Legislation that would forge a financial agreement between St. Louis County and the Metro transit agency if a sales-tax ballot measure were to pass this spring was up for a final vote Tuesday — after the Call went to press.
The County Council voted 4-0 Dec. 29 to initially approve a bill that binds Metro to a series of fiscal provisions for it to receive revenue from a new, half-cent sales tax that county voters will consider April 6.
Voting in favor of the measure were 1st District Chair Hazel Erby, D-University City; 4th District Councilman Mike O’Mara, D-north county; 5th District Vice Chair Barbara Fraser, D-University City; and 6th District Councilman Steve Stenger, D-south county.
Second District Councilman Kathleen Burkett, D-Overland; 3rd District Councilman Colleen Wasinger, R-Town and Country; and 7th District Councilman Greg Quinn, R-Ballwin, were absent from the Dec. 29 meeting. County Executive Charlie Dooley also was absent.
Councilmen voted 4-3 last month to place the half-cent sales-tax proposal on April’s ballot.
If it’s successful, Metro would use half of the $75 million anticipated annual revenue for operations and half for expansion projects, officials have said. Metro already receives revenue from a quarter-cent county sales tax and half the revenue from another half-cent county sales tax.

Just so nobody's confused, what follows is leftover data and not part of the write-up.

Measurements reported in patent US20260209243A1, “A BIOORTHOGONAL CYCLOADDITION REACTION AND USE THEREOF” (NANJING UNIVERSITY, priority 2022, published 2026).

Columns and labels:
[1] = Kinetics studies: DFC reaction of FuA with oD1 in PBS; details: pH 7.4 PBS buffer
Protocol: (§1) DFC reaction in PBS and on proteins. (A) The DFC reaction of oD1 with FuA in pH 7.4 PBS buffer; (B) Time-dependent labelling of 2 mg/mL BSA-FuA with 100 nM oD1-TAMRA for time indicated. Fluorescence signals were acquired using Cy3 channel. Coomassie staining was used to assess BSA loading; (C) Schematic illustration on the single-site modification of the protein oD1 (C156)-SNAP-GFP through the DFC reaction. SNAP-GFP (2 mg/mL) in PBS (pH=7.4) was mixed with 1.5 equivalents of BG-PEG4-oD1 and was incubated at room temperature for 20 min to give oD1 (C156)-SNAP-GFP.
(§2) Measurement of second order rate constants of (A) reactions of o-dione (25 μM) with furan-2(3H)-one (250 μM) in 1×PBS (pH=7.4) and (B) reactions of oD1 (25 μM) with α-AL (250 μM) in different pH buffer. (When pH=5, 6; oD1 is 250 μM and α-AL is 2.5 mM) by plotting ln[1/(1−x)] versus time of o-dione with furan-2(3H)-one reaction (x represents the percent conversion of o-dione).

A successful county initiative also would trigger the collection of a quarter-cent sales tax approved by city voters in 1997.
But Wasinger, who voted against putting the proposal on the ballot, said Metro was asking for “too much money.” She subsequently asked for legislation that would require more fiscal oversight of the agency.
Under the pending bill, co-sponsored by Erby and Fraser, Metro would sign a contract with the county promising to:
Ensure federal funding is “part of the funding mechanism” before pursuing any “material expansion” of its transit services, including MetroLink light-rail and Metro-Bus.
Submit to and pay for performance audits of its management and operations by an external audit body every three years.
Bob Baer, Metro president and chief executive officer, said recently he has no problem with Wasinger’s request, but noted the agency already conducts annual financial audits.
Financial difficulties that followed the November 2008 defeat of a similar half-cent county sales-tax ballot measure led Metro to raise rider fares, eliminate light-rail and bus service and cut hundreds of jobs. One-time stimulus and grant funding helped temporarily restore some of the eliminated service, but that money is expected to run out in May, officials have said.
Without additional revenue, Metro would be forced to further reduce transit service and could not proceed with its long-range plan to expand and enhance both bus and light-rail service throughout the St. Louis region, officials have said.